Super 8, written and directed by the talented and crowd-pleasing J.J. Abrams (2009's Star Trek) and produced by Steven Spielberg, is a nostalgic homage to Spielberg's E.T., which was the highest-grossing movie ever for a decade after its 1982 release. But I never really got E.T. -- I'm not sure it would make my Top 10 Spielberg films -- and it's not clear I was all that wrong. Spielberg re-released it with a lot of hype in 2002, hoping to make a lot of money the way the Star Wars re-releases did on their 20th anniversaries, but nobody much cared. (Here's my 2002 review of the re-release.)
In an isolated industrial town in Ohio in the summer of 1979, some 13 year old boys are filming a zombie movie on Super 8 film under the direction of an ambitious fat kid who looks like J.J. Abrams (b. 1966).
The best scene in the movie is when they draft a classmate played by Elle Fanning, Dakota's little sister (and the closest thing to a movie star in Super 8), to play the detective hero's wife. They give her a speech to read and by the end the boys are all gaping, having really noticed, for the first time, talent / emotions / girls / actresses / blondes / shiksas and other things that will cause them no end of trouble for the next few decades.
Then some sci-fi stuff happens, but the kids have a hard time focusing on that because, well, they're 13. The sci-fi stuff is rather like M. Night Shyamalan's 2002 hit Signs, but that had star power in the form of Mel Gibson and Joaquin Phoenix. Plus, Shyamalan is such a dope that you can see him talking himself into believing his own dopey theory about the cause of crop circles, while for Abrams, the sci-fi is just meta -- it's not supposed to make sense, it's a 45-year-old's recollection of what a bunch of 13-year-olds in 1979 would have thought was cool.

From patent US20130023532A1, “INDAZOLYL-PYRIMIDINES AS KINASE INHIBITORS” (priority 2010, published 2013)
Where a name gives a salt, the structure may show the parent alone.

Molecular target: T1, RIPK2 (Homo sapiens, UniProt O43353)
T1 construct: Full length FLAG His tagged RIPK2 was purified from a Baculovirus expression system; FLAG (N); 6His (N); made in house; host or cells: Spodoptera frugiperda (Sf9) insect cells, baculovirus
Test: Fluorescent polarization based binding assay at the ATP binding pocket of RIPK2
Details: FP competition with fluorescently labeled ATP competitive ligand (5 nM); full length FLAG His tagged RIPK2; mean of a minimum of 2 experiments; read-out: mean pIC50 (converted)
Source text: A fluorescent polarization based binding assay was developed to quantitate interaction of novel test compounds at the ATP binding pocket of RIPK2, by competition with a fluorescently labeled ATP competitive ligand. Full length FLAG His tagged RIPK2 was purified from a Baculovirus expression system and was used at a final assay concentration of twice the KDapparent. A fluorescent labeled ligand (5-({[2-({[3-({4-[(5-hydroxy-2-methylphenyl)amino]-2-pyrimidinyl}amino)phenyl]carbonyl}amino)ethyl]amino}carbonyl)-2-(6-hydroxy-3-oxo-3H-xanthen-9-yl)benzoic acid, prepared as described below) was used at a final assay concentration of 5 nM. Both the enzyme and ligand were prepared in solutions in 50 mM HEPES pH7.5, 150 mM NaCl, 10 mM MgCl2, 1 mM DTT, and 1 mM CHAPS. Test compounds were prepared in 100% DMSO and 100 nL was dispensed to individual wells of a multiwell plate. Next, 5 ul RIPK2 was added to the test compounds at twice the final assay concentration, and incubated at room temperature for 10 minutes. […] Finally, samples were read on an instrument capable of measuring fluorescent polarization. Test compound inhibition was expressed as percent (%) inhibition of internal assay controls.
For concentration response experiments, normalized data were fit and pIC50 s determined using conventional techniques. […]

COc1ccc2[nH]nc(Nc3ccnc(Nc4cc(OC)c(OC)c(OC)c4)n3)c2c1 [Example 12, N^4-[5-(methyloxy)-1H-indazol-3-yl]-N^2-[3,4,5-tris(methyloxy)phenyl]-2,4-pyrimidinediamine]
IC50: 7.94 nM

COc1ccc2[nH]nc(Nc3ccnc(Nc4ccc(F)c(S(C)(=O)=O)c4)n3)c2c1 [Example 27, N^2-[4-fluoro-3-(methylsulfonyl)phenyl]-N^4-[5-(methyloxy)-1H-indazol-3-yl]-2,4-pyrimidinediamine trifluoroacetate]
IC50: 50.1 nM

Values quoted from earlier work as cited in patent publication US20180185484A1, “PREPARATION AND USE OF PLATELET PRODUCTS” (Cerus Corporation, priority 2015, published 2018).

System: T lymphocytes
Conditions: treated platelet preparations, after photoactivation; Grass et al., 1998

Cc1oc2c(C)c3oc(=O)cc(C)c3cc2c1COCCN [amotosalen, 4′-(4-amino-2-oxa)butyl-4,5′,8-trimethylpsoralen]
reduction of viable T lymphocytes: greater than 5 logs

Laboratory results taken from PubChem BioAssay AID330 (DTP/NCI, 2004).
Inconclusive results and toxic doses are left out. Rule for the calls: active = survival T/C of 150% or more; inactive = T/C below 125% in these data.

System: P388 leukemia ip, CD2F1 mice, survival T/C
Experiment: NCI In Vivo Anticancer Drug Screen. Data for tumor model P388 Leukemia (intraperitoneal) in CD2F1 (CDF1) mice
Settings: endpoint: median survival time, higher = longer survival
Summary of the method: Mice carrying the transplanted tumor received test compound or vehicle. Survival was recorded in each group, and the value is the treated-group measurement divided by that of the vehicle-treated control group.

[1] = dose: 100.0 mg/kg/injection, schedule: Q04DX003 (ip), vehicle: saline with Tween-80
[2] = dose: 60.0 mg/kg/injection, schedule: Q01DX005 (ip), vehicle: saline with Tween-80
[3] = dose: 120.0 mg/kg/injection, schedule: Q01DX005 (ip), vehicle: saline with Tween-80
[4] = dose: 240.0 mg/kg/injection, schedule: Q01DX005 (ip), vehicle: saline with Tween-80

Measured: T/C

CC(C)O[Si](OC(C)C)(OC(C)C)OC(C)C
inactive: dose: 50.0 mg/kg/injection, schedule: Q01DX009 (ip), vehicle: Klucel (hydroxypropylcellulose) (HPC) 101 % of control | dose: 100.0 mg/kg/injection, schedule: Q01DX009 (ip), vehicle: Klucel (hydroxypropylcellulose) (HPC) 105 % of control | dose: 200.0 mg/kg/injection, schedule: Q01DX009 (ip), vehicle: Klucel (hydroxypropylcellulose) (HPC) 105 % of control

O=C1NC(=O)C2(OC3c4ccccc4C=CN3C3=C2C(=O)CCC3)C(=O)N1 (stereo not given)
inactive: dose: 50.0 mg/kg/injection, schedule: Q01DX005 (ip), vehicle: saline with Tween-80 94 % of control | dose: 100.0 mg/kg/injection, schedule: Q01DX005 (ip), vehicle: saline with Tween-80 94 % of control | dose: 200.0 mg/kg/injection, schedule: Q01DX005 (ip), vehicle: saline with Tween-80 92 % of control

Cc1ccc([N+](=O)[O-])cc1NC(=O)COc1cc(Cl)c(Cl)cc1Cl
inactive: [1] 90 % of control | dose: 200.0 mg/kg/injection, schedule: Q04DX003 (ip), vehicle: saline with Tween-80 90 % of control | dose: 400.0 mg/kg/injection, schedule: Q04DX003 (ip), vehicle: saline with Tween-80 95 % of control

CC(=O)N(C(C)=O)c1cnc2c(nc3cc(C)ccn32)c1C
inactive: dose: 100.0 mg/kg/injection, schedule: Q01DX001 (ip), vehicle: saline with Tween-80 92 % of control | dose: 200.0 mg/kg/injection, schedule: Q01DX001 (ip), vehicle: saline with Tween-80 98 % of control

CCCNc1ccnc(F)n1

It's a popcorn movie in the sense that you spend a lot of time wondering if you'd find it more galvanizing if you got up and got a box of popcorn. Then, when the popcorn is digesting, you start wondering if maybe a box of Whoppers wouldn't do the trick. It's a little dull and unengaging
But it's a nice little movie, so if you lower your expectations, and sneak in a lot of free snacks from home, you might enjoy it.
By the way, that reminds me that my review of X-Men: First Class might have been a little harsh. I called it a "hodge-podge," which it is, but it's a hodge-podge of energetic and interesting elements. Comic book movies make so much money these days that they can afford a lot of talent. Sometimes, they manage to get the right tone to blend everything together (e.g., Iron Man) and a lot of times they don't (Iron Man II and X-Men: First Class), but you still get a lot of first class script doctoring for your ticket price. Super 8, in contrast, is a personal project, but seems a little underpowered. I came home from First Class and wrote two pages of notes. I came home from Super 8 and realized 24 hours later that I hadn't thought of much of anything to say about it.